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9:50 AM, Feb 2, 2011   |    comments
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  • "I think my school counselor dropped the ball on that one," Bui, a senior at the University of Colorado Denver, said. "I didn't know about the FAFSA until actually the summer."

    Bui says it was a delay that cost him hundreds of dollars.

    "So, kind of a lot of money, yeah," Bui said.

    That's why the Colorado Department of Higher Education wants people to know that February is the time to start thinking about financial aid and scholarships for the next school year.

    "Many of the pots of money are first-come, first-served," Misti Ruthven, college access director for the Colorado Department of Higher Education, said. "So, it's important for students and families to complete the FAFSA prior to the financial aid priority deadline."

    Ruthven says the deadlines could come anywhere from February to April depending on the school. She says this year students should expect some competition for dollars.

    "We have seen a greater demand for financial aid on a national basis," Ruthven said. "There are some pots of money that do go quickly. So, it's important for families to apply early."

    Bui says he still has friends who don't fill out their FAFSAs in time, despite his warnings.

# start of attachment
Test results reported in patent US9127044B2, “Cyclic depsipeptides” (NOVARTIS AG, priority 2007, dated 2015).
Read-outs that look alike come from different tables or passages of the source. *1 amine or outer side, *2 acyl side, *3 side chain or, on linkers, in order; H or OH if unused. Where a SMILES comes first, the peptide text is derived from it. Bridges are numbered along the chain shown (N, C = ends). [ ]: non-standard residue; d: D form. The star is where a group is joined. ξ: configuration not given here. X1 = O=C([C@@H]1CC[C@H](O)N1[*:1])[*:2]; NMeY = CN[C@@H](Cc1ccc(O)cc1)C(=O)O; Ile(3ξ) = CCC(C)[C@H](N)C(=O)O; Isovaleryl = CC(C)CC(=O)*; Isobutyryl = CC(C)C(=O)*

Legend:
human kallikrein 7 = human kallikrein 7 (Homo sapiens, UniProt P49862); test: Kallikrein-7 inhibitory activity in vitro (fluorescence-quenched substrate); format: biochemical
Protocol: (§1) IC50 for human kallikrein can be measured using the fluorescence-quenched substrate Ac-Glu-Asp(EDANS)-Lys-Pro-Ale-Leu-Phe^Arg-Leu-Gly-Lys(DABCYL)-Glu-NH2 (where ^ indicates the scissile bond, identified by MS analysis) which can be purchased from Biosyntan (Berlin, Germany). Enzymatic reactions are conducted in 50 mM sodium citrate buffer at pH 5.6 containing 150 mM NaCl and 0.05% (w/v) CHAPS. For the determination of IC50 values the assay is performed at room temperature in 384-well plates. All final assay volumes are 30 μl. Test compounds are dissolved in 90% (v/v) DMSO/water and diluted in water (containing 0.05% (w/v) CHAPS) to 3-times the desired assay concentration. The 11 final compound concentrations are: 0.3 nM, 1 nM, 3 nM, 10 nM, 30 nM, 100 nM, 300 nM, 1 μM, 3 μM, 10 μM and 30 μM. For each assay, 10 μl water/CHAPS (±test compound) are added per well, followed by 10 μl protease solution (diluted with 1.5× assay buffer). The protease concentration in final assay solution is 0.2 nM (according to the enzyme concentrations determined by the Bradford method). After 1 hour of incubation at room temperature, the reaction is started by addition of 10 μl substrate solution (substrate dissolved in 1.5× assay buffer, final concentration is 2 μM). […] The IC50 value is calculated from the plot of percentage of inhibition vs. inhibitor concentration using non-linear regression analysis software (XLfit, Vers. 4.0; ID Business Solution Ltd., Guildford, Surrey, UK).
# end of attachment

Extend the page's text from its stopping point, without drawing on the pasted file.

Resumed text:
"I think they think there's just this endless amount of money where if they apply it doesn't matter when - they'll get the money," Bui said. "I mean I try to tell them, but you know, they're like, 'Let's party!'"

    Ruthven says students are missing out on scholarships that are desperately seeking out applicants. She says some don't even have enough people applying like the new scholarship put out by the state of Colorado called the College Access Scholarship.

    "This is a pot of $600,000. It's 250 $2,500 scholarships that students can apply for," Ruthven said. "It's primarily for low income students."

    If you want to find out more about the College Access Scholarship visit:

    The Department of Higher Education also has compiled a list of scholarships that are short on applicants.

    Last year, Bui says he missed out on a scholarship that went to students who just showed up.

    "So, the people who applied and went to the banquet, just like $2,000 free," Bui said. "I'm actually going to that banquet next month, actually."

    Ruthven wants parents to know that they should never pay anyone for filling out a FAFSA. The form is available online for free at

    "We don't want families to be taken advantage of and have to pay anything within the process," Ruthven said.

    Bui says students should stay on top of their financial aid forms so they don't make the mistakes that he has made.

    "It's a learning process, I think," Bui said. "Balancing not only what you have to do with what you should do."

    (KUSA-TV © 2011 Multimedia Holdings Corporation)

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